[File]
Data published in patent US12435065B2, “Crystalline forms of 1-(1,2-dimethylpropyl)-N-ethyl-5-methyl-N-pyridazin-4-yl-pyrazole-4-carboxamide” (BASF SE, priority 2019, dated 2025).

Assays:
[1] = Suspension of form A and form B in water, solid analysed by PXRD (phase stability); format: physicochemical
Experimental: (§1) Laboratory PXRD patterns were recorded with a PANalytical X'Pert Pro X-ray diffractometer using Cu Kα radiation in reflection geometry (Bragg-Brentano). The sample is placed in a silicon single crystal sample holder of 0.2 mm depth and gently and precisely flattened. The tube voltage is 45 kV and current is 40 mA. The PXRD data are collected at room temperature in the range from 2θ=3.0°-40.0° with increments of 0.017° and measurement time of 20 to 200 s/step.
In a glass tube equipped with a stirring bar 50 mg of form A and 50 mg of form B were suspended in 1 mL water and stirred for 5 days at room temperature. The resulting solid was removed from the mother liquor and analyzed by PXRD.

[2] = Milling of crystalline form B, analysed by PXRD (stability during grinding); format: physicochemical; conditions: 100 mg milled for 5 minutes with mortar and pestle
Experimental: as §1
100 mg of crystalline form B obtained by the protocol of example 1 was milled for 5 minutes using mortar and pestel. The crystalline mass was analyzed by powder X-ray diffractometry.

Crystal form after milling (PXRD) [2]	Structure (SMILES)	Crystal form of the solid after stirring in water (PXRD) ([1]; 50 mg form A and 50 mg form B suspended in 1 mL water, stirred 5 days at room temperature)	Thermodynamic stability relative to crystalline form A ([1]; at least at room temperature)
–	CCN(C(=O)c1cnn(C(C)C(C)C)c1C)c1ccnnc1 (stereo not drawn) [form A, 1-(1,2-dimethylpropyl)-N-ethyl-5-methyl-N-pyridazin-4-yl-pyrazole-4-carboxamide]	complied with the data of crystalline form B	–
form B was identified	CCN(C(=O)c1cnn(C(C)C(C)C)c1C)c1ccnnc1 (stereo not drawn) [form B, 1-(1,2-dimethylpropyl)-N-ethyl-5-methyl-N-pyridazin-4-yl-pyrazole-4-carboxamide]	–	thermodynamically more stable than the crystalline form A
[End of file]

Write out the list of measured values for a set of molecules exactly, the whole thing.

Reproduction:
Data published in patent US12435065B2, “Crystalline forms of 1-(1,2-dimethylpropyl)-N-ethyl-5-methyl-N-pyridazin-4-yl-pyrazole-4-carboxamide” (BASF SE, priority 2019, dated 2025).

Assays:
[1] = Suspension of form A and form B in water, solid analysed by PXRD (phase stability); format: physicochemical
Experimental: (§1) Laboratory PXRD patterns were recorded with a PANalytical X'Pert Pro X-ray diffractometer using Cu Kα radiation in reflection geometry (Bragg-Brentano). The sample is placed in a silicon single crystal sample holder of 0.2 mm depth and gently and precisely flattened. The tube voltage is 45 kV and current is 40 mA. The PXRD data are collected at room temperature in the range from 2θ=3.0°-40.0° with increments of 0.017° and measurement time of 20 to 200 s/step.
In a glass tube equipped with a stirring bar 50 mg of form A and 50 mg of form B were suspended in 1 mL water and stirred for 5 days at room temperature. The resulting solid was removed from the mother liquor and analyzed by PXRD.

[2] = Milling of crystalline form B, analysed by PXRD (stability during grinding); format: physicochemical; conditions: 100 mg milled for 5 minutes with mortar and pestle
Experimental: as §1
100 mg of crystalline form B obtained by the protocol of example 1 was milled for 5 minutes using mortar and pestel. The crystalline mass was analyzed by powder X-ray diffractometry.

Crystal form after milling (PXRD) [2]	Structure (SMILES)	Crystal form of the solid after stirring in water (PXRD) ([1]; 50 mg form A and 50 mg form B suspended in 1 mL water, stirred 5 days at room temperature)	Thermodynamic stability relative to crystalline form A ([1]; at least at room temperature)
–	CCN(C(=O)c1cnn(C(C)C(C)C)c1C)c1ccnnc1 (stereo not drawn) [form A, 1-(1,2-dimethylpropyl)-N-ethyl-5-methyl-N-pyridazin-4-yl-pyrazole-4-carboxamide]	complied with the data of crystalline form B	–
form B was identified	CCN(C(=O)c1cnn(C(C)C(C)C)c1C)c1ccnnc1 (stereo not drawn) [form B, 1-(1,2-dimethylpropyl)-N-ethyl-5-methyl-N-pyridazin-4-yl-pyrazole-4-carboxamide]	–	thermodynamically more stable than the crystalline form A